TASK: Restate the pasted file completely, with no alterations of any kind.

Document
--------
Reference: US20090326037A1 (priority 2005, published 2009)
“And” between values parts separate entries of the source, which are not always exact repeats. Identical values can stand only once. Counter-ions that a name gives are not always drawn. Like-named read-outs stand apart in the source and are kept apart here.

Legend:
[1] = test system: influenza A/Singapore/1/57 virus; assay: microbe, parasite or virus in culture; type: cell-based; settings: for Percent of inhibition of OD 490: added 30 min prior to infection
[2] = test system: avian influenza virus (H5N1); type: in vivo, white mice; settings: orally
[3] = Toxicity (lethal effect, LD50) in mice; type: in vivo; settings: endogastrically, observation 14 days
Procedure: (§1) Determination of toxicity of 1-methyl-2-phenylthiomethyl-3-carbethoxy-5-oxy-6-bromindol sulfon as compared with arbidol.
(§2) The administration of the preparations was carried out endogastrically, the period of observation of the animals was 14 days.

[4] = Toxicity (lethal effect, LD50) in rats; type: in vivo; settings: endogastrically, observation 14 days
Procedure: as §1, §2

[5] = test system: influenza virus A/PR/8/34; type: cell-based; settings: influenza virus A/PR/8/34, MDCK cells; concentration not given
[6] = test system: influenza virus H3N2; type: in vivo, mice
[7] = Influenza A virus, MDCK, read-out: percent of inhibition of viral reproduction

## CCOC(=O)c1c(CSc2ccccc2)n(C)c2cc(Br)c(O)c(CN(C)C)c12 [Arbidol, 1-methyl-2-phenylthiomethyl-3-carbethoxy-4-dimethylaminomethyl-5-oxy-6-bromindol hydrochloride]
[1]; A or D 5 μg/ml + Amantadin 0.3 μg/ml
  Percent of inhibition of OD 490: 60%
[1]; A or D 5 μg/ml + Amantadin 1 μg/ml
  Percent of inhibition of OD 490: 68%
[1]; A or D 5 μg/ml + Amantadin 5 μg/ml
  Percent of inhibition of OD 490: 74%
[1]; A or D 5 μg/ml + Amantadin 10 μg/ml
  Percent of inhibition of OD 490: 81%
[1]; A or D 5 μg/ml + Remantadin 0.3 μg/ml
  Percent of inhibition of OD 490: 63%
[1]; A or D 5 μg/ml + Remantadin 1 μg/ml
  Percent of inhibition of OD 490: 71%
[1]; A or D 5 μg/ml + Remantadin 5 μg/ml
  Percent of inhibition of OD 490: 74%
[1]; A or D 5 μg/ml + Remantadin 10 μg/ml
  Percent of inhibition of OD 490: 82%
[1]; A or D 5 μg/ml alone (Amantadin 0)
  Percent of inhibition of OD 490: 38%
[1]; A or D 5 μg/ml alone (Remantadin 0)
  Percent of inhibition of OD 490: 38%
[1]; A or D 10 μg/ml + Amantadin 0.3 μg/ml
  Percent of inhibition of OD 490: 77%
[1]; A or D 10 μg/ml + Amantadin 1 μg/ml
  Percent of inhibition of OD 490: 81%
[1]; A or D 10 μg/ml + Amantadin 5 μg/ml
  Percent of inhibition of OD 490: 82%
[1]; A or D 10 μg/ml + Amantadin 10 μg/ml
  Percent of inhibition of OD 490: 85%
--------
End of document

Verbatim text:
Reference: US20090326037A1 (priority 2005, published 2009)
“And” between values parts separate entries of the source, which are not always exact repeats. Identical values can stand only once. Counter-ions that a name gives are not always drawn. Like-named read-outs stand apart in the source and are kept apart here.

Legend:
[1] = test system: influenza A/Singapore/1/57 virus; assay: microbe, parasite or virus in culture; type: cell-based; settings: for Percent of inhibition of OD 490: added 30 min prior to infection
[2] = test system: avian influenza virus (H5N1); type: in vivo, white mice; settings: orally
[3] = Toxicity (lethal effect, LD50) in mice; type: in vivo; settings: endogastrically, observation 14 days
Procedure: (§1) Determination of toxicity of 1-methyl-2-phenylthiomethyl-3-carbethoxy-5-oxy-6-bromindol sulfon as compared with arbidol.
(§2) The administration of the preparations was carried out endogastrically, the period of observation of the animals was 14 days.

[4] = Toxicity (lethal effect, LD50) in rats; type: in vivo; settings: endogastrically, observation 14 days
Procedure: as §1, §2

[5] = test system: influenza virus A/PR/8/34; type: cell-based; settings: influenza virus A/PR/8/34, MDCK cells; concentration not given
[6] = test system: influenza virus H3N2; type: in vivo, mice
[7] = Influenza A virus, MDCK, read-out: percent of inhibition of viral reproduction

## CCOC(=O)c1c(CSc2ccccc2)n(C)c2cc(Br)c(O)c(CN(C)C)c12 [Arbidol, 1-methyl-2-phenylthiomethyl-3-carbethoxy-4-dimethylaminomethyl-5-oxy-6-bromindol hydrochloride]
[1]; A or D 5 μg/ml + Amantadin 0.3 μg/ml
  Percent of inhibition of OD 490: 60%
[1]; A or D 5 μg/ml + Amantadin 1 μg/ml
  Percent of inhibition of OD 490: 68%
[1]; A or D 5 μg/ml + Amantadin 5 μg/ml
  Percent of inhibition of OD 490: 74%
[1]; A or D 5 μg/ml + Amantadin 10 μg/ml
  Percent of inhibition of OD 490: 81%
[1]; A or D 5 μg/ml + Remantadin 0.3 μg/ml
  Percent of inhibition of OD 490: 63%
[1]; A or D 5 μg/ml + Remantadin 1 μg/ml
  Percent of inhibition of OD 490: 71%
[1]; A or D 5 μg/ml + Remantadin 5 μg/ml
  Percent of inhibition of OD 490: 74%
[1]; A or D 5 μg/ml + Remantadin 10 μg/ml
  Percent of inhibition of OD 490: 82%
[1]; A or D 5 μg/ml alone (Amantadin 0)
  Percent of inhibition of OD 490: 38%
[1]; A or D 5 μg/ml alone (Remantadin 0)
  Percent of inhibition of OD 490: 38%
[1]; A or D 10 μg/ml + Amantadin 0.3 μg/ml
  Percent of inhibition of OD 490: 77%
[1]; A or D 10 μg/ml + Amantadin 1 μg/ml
  Percent of inhibition of OD 490: 81%
[1]; A or D 10 μg/ml + Amantadin 5 μg/ml
  Percent of inhibition of OD 490: 82%
[1]; A or D 10 μg/ml + Amantadin 10 μg/ml
  Percent of inhibition of OD 490: 85%